Why Does MKE Handle Wittman Traffic?
by ANN Correspondent Dave Slosson
Since February 14, 2008, the airspace over Oshkosh has been
controlled by Milwaukee Approach control, instead of Chicago
Center. Apparently, Chicago Center wanted to open a new sector for
the southbound routes into O'Hare International Airport and needed
to divest themselves of this low-level area.
Since Oshkosh is closer to Green Bay than to Milwaukee (35 vs.
68 nautical miles), we asked Wanda Adelman, Oshkosh Tower Manager
during AirVenture, why Milwaukee took over the airspace instead of
Green Bay. In a nutshell, it's because of equipment capability and
Milwaukee has a radar display system called STARS, which stands
for Standard Terminal Automation Replacement System. Part of that
system is installed in control towers that don't have any radar,
but whose airport lies within the approach control's boundary.
STARS has a capability no other terminal automation system with the
National Airspace System (NAS) possesses, called multi-mode. This
is the ability to take more than one radar input and display it to
the controller simultaneously. The radar controller in this case
uses the feeds from Milwaukee, Green Bay, and Madison terminal
radars plus Horicon's long-range radar to create a mosaic, or joint
picture on his radar scope. Of course, since these displays are all
high-resolution, color, solid-state and square, calling it a radar
scope like the old days is kind of outdated. It's now termed a
The tower displays are a smaller version with fewer capabilities
than the radar displays, mounted either in the main tower like at
Milwaukee, or remote towers like Oshkosh. The display in Oshkosh
tower is called a TDW, for Tower Display Workstation. This allows
the controllers at Oshkosh tower to see the aircraft around them in
the air, to a point.
Adelman said the additional information available to the tower
controllers has been a real boon. "With a transponder aircraft we
can see down to about 200 feet AGL (above ground level), the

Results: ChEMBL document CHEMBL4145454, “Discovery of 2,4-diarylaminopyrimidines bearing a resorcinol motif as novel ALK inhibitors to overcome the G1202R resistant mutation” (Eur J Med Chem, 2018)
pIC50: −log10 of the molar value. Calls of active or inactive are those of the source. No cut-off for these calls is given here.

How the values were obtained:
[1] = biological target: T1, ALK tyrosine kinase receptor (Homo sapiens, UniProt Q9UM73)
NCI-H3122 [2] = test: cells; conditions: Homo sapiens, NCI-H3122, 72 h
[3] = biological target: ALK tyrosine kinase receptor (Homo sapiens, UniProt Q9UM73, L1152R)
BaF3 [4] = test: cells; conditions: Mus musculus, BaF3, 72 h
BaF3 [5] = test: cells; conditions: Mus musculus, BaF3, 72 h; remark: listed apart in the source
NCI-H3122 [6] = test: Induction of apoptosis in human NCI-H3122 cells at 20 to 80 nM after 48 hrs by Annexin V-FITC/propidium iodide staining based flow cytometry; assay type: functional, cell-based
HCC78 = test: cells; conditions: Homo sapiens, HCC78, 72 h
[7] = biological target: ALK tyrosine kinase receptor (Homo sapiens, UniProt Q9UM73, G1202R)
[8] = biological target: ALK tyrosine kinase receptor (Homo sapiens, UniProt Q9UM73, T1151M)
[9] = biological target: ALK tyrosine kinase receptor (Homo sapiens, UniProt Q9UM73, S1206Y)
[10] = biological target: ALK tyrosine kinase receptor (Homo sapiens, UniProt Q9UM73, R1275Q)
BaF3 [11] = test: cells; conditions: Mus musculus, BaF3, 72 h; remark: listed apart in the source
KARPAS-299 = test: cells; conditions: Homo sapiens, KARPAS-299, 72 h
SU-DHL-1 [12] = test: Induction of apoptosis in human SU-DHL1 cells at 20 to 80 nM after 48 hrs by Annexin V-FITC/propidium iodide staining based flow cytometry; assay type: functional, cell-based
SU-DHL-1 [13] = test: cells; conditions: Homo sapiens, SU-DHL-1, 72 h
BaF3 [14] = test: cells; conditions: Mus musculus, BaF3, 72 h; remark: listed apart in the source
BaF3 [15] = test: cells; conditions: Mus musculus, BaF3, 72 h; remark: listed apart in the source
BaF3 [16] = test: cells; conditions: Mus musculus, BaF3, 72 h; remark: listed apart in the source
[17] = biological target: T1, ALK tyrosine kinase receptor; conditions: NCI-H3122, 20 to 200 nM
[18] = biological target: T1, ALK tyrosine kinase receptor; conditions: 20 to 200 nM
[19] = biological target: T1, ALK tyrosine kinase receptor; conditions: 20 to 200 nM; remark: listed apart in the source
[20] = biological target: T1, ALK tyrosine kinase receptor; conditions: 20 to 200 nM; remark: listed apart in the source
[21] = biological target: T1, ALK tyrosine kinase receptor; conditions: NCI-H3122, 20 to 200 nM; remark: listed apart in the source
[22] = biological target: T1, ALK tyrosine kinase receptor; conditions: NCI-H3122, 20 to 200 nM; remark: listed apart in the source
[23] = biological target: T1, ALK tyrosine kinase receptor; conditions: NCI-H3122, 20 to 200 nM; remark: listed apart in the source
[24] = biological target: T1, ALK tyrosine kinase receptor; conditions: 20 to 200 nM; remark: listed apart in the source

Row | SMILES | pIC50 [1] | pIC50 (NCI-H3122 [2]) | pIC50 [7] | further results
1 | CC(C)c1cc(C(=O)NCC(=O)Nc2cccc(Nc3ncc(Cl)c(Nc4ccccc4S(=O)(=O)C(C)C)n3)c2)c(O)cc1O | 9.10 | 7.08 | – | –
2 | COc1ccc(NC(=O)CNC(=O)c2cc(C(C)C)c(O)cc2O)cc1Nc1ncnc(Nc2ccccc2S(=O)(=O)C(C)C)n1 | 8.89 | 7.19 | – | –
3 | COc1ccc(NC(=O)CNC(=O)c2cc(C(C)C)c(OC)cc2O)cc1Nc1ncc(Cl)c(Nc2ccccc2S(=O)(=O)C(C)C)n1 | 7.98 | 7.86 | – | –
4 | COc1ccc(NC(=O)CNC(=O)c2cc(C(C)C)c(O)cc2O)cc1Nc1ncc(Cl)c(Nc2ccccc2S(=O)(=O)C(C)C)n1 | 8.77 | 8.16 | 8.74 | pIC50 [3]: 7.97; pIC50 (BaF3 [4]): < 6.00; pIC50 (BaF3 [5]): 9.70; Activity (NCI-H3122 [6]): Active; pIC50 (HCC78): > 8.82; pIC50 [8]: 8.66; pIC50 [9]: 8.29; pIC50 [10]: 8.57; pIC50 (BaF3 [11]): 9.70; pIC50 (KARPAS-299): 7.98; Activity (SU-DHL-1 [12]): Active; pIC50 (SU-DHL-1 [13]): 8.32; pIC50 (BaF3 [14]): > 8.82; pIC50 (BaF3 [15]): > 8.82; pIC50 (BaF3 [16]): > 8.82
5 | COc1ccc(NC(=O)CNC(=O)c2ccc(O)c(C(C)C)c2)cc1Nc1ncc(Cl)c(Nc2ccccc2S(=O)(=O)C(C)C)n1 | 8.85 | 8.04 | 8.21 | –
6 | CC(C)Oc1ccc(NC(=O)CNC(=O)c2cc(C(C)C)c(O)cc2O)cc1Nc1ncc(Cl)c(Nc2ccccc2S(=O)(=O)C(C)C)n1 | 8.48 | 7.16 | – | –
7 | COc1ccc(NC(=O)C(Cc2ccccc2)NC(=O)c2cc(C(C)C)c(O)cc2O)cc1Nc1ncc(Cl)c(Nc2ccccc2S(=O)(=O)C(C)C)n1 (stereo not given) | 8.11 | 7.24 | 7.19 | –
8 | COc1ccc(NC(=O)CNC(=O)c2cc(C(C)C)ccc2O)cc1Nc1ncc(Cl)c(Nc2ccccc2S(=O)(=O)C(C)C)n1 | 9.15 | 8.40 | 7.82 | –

primaries about 1100 feet and that works really well for us."
Before, the arrival aircraft flying by instruments would be
verbally coordinated with the Oshkosh tower controllers, and they'd
have to find them visually to be able to separate them from other
traffic. Now, they're displayed on the flat-panel display and
tagged with the N-number or call sign of the aircraft, and the
controllers can watch them almost until touchdown. This is a huge
safety improvement and will eliminate many delays during instrument
weather (less than 3 miles visibility or ceilings less than 1000
During AirVenture specifically, the controllers talking to the
arrivals can use the information to know when to extend the
downwind stream to follow the straight-in stream. No more relying
on pilot reports of position, which tended to be inaccurate due to
pilot workload or forgetting what was requested. There is also
silent coordination of the instrument arrivals between controllers
since they're tagged on the TDW. This eliminates a minimum of two
calls per instrument arrival, one from approach to the tower for
the arrival information and one from the tower to the approach
controller that the aircraft has landed. The procedures for the
instrument departures have not been changed for this year, but more
calls can probably be eliminated in the future. Since the TDW also
allows most of the surrounding aircraft to be seen, wayward
aircraft have a better chance of being spotted and conflicts
Milwaukee received the STARS system due to the volume of
aircraft it works. Green Bay's operations are not near the volume
of Milwaukee's, and it was a budget decision by the FAA in 2005
that only level 8 facilities and above would receive the STARS.
Green Bay is a level 7, all determined by annual traffic count and
specific airspace issues, such as controlling a Military Operations
Area adjacent or not. Milwaukee also had the space to run another
controller workstation, where Green Bay does not.
So Oshkosh got lucky... with a brand new tower and new
capabilities that will enhance controller and pilot operations
year-round for many years to come.